I know where my skill level is (based on lots of flat range work and getting shot a lot in AMIS), but I do think it's another consideration. For many of us who aren't Gabe White, etc., shooting while sprinting would definitely qualify as "shooting from a compromised position". Also keep in mind that if I'm sprinting into a room in an occupied dwelling of some sort (in my situation, most likely my own), there are numerous impediments to free movement within said room (furniture, kids' toys on the floor, etc.) that could definitely channel my movement where I'd prefer not to go and/or cause me to slip, trip, etc.

    I know the answer is "practice more", but still.....thoughts?
    Last edited by 43Under; 02-24-2021 at 06:05 PM.

  8. #148
    Quote Originally Posted by TGS View Post
    I think that's a very dogmatic take on an open stack that isn't particularly well supported by its use in real life from various organizations.

    One of the things you keep bringing up is whether these organizations are actually getting in gunfights. Again, since you're secret squirrel and we don't know what your context is, nor the experiences you're speaking from as a contextual basis which we don't have.....I think you might be surprised how often police get into shootings, particularly busy police tactical teams. They absolutely have relevant experience and why they're doing stuff a certain way, and it totally varies from locale to locale. Talking with dudes from those teams is often much more enlightening that talking to most .mil types. At one of my prior assignments, we had our tactics instructors from our primary training center come up and run us through rehearsals in preparation for a huge warrant service. We then brought them into the places we hit after they had been searched, and they understood why certain things they were teaching weren't working in our locale (NYC). They really appreciated it, and I think it was a good learning point for an already excellent group of instructors.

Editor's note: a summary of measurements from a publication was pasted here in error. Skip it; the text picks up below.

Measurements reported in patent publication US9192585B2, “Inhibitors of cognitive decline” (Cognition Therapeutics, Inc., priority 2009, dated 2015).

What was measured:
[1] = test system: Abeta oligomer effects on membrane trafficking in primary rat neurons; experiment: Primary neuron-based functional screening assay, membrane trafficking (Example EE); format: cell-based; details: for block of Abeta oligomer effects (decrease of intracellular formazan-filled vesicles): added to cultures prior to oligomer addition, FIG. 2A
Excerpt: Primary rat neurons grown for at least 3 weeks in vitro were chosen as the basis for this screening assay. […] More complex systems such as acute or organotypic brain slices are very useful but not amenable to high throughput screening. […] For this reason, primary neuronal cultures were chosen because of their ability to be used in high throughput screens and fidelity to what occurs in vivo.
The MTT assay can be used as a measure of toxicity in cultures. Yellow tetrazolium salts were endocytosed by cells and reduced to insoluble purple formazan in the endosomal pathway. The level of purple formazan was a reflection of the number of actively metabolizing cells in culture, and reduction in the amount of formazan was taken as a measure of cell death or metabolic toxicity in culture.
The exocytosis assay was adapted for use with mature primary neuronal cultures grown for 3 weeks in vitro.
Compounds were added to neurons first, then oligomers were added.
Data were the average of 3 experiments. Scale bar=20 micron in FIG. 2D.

In this thread, you've consistently group everything you don't value into a category of "well they must not have the real world experience I have" and taking an absolutist stance on various tactics, which is weak sauce regardless of whatever praise Craig seems to hold for you...and why a lot of people here are finding it particularly difficult to converse with you. As @BehindBlueI's described, this isn't a particularly useful conversation.

    p.s. regarding where I work, I don't think you have the right idea. I won't post openly because that would put my account here under work's social media policy, but I'm an open book in PMs (in which you've already stated you don't care).
    If speaking from a team perspective. Open stacks, if we are talking about the same thing, can lead to, bad geometries of fire (guys shooting from the back of the bus as people call it), and the limited ability for more than 1 guy to influence what's going on.

    Forge Tactical, which I think is heavily Pat's CQB, is principled in that it always tries to get as many guns forward as possible.

    Most everywhere I've seen or heard of, if terrain allows, goes to some type of cross coverage to max out forward facing guns.

    I have never claimed God mode experience. I'm not the one demanding resumes to be part of this conversation.

    If an organization does something regularly, with good results. Good for them.